Barely a week in Austin - after moving there from Switzerland - on Sunday, January 6th, 1991, I attended John Conquest's "Music City"- later called "3rd Coast Music"- magazine's annual poll celebration at Chicago House. Green behind my ears, the event promised not only fabulous music but much needed new contacts in my new hometown. Betty Elders and Jimmy LaFave were the big winners that night, each carrying home three awards. And then David Rodriguez, who won for Best Independent Tape, offered some songs from that winner, "MAN AGAINST BEAST" and had everybody mesmerized. Long story short, I sent that tape to a Swiss record label, Brambus and a year later, David had his first proper European release appropriately titled "LANDING 92." He featured his teenage-daughter Carrie on fiddle on the opening track "Constant War." His (often sardonic) wit and compassion not only shone through his songs but also in his political engagement to fight for the poor and the racially oppressed. It was David who introduced me to East Austin when it was cool, although segregated by the highway, but not a hipster part of town. Quite often I would take visitors from Europe to this other side, be it for breakfast or for dancing to a Mariachi band. David would have been 69 today, he passed in October of 2015. 



Steve Ripley would have been 71 today. Originally I had "Baby Likes To Rock It" by The Tractors, where Steve was the frontman, in mind to be featured, but then I stumbled upon "Can't Get Nowhere" from their 2001 release "FAST GIRL" with some amazing guests;  legendary guitarist James Burton, drummer DJ Fontana, who co-wrote the song with Steve and Fats Kaplin on fiddle and lap steel. Ripley was an integral part of the Oklahoma music scene and especially what is called the Tulsa Shuffle, think Leon Russell and J.J. Cale. Before forming The Tractors in the late '90s Ripley and all the other original members made their names as musicians playing with everyone from Bonnie Raitt, Eric Clapton, Linda Ronstadt, and Leonard Cohen to Bob Dylan. Original drummer, Jamie Oldaker, who also used to play with Bob Seeger and Clapton, joined Steve when he passed in July of last year. 

In the mid-'90s, (Texas) Vireo record label boss Mike Niland called me out of the blue to tell me about these two brothers out of the Bandera area, he's fixin' to record an album with. That's how I got my introduction to Charlie and Bruce Robison.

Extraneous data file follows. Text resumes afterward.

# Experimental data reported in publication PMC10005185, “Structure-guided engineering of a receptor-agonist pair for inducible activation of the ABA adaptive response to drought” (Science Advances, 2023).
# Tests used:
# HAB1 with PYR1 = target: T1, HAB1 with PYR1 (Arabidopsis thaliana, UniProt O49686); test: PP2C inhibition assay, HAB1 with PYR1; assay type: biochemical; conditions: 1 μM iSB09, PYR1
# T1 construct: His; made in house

Unfortunately, at that time it was hard for an independent label to squeeze their artists onto the radio and therefore charting. Only after both signed with Sony imprint Lucky Dog were they able to achieve bigger success, younger brother Bruce mostly as a songwriter with several #1-hits to his name and Charlie actually cracking the lower regions of the charts. 
By the time they were let go from the label Texas had its own Red Dirt-Texas music chart, and both brothers were immediately able to establish themselves as regional stars in Oklahoma and the Lone-Star state. On his first Dualtone release "GOOD TIMES" one can find the superbly x-rated, pictorial "New Year's Day."  


I can't remember who lit the fire for Slaid Cleaves' writing in me, maybe it was Karen Posten, who co-wrote "Horseshoe Lounge" an ode to one of my favorite and truly missed watering holes in South Austin with Slaid. Or Danny Santos' buddy Steve Brooks who helped pen "One Good Year."  

It's a bitter wind
in your face every day
It's the little sins
that wear your soul away
When you start giving in
where do the promises all go
Will your darkest hour
write a blank check on your soul

Time flies: It's been 20 years since "One Good Year," off Slaid Cleaves' second album for Philo ''BROKE DOWN," came into my world and has become my ritual, another New Year's groundhog. By now the song and I agree, giving in is not an option and we keep chasin' grace; it can only get better.

According to a story by, a daily inspiring newsletter, I highly recommend; 105 years ago, Italian socialist Antonio Gramsci denied in "Avanti!" the setting of dates, as they are "spiritual time-serving" and forcing life into repeating series of "mandatory collective rhythms."

"I want every morning to be a new year’s for me. Every day I want to reckon with myself, and every day I want to renew myself. No day set aside for rest. I choose my pauses myself when I feel drunk with the intensity of life and I want to plunge into animality to draw from it new vigour."

So let's hope we won't get derailed this year and I will make the dawning of new musical rhythms my new day's resolutions.
Avanti, popolo!